Tuesday, October 16, 2007


There is a part in the movie The Namesake, where Ashoke's family come to "see" Ashima. And her dad proudly tells them "Our daughter's best subject is English", urging her to recite a poem. She starts - "I wander'd lonely as a cloud.." . Her father-in-law-to-be completes the lines with fervour "A host of golden daffodils", thereby putting his signature of approval. (I don't remember reading this part in the book. And I didn't last the entire movie, just so you know)

Anyway, I don't know if it was intended to be that way, but the importance of that little part is accentuated to me because of my upbringing. Wordsworth's Daffodils was a big part of the education in Bengali (and Oriya) middle class families of those years, the ones who consider themselves culturally superior. How do I put it? It was a sign that you appreciated poetry, you were a step ahead of the standard coursework fare.

My grandmother was one of those culturally elite people: well read, well aware. She knew her Shelley and Wordsworth and Keats and Pope, and refused to drink tea if it wasn't served in a cup with a saucer with a spoon on the side to stir the sugar. And one had to stir it gently. She firmly rejected the use of words such as "fridge" calling them colloquial. But I digress. Why she liked the poem is still a mystery to me, but she recited the poem to me when I was quite young and urged me to memorize it. It is strange, because not only was I was alien to how Daffodils look, I was completely oblivious to the vacant or pensive mood described in the last para.

Anyway, now that I have seen the flowers I can tell you that they are indeed very delightful. They grow in hordes and yet by themselves. Like nobody planted them there. As we drove around, I saw them everywhere. Stretching in never-ending lines. A host of golden daffodils; Beside the lake, beneath the trees, fluttering and dancing in the breeze. In a place where the landscape changed like a video game, they lent a vague sense of sense of continuity.

And they shone, they really did. Like stars that shine, and twinkle on the milky way. Jumping and joyous in their dance - how else do you describe them? In certain places, where it was still too cold, they were the only reassurance that spring was on its way. They stood there, braving the chilly southerlies, with their silly pouts. Swaying sideways, frantically at times. Tossing their heads in sprightly dance.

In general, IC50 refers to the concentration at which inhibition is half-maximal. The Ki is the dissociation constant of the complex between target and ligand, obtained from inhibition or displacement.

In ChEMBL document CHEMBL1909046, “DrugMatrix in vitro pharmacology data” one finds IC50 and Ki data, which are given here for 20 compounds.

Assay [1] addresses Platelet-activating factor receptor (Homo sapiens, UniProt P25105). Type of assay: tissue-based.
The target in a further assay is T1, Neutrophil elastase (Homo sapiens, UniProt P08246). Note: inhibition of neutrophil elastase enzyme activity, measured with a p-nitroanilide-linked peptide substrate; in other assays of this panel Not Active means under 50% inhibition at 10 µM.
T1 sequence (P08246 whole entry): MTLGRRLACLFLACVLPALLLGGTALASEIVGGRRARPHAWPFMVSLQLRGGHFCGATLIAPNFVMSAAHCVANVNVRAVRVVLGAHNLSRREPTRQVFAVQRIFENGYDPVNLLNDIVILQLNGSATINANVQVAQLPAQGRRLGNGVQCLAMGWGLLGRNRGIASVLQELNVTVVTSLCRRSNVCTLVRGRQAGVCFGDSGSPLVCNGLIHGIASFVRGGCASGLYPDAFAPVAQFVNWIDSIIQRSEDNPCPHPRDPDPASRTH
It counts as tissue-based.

Self absorbed. Vain. Narcissistic.

And my thoughts, if they spill towards the grey skies, the memories of this trip will blot them out. At least for a while.

Thursday, October 11, 2007

Been there done that

Taking the plunge.

Yes, that's me taking what seemed like the leap of faith. Feet tied, strapped in a harness, I went through a round of obligatory chickening-out, "I don't want to do this". And Timmy said "Believe me, you do". He was cute, and I didn't want to look uncool. So, I stared at the bridge straight ahead on that chilly spring morning, and jumped. Into Euphoria.

I know Bungy jumping is not fashionable anymore, but hell, I did it, I took that giant leap, so let me show off for a bit.

First, a bit of history, as I have learnt from the little pamphlet I got along with my photos: The people of Vanuatu have been throwing themselves off huge towers with nothing but vines tied to their legs. Some coming-of-age ritual that. In the late 70s, some crazy folks in Oxford university Dangerous Sports club got inspired by this, and they tried out a few test jumps. AJ Hackett saw one of those videos, and teamed up with Henry van Asch, to develop the Bungy into the modern ritual it is today. In June 1987, Hackett jumped off the Eiffel Tower straight into international spotlight.

The Kawarau bridge Bungy, in Queenstown, New Zealand, though not high by any standards (43 m), is still the unique for being the world's first, and is hence styled as "Home of Bungy". The other choices in Queenstown are the Nevis highwire (134 m) and the Ledge where you go up a hill and jump looking at the city below you. I don't have the guts to attempt either of those two.

The feeling of free fall, might not be new to many of you, but for me, a first time jumper, it was like: No no no no no. WTF. Eeeeee. Ah the cord. Stretch stretch strech Touch touch touch. Wooohooooo. In civilized English and in Hackett's words "You will go from nervous to completely elated in five seconds"

Oh yeah, I tried, I really tried to touch the water, but was short by a few feet.

PS: Speaking of childhood dreams, this was one: to do the Bungy jump at the original site. Yay.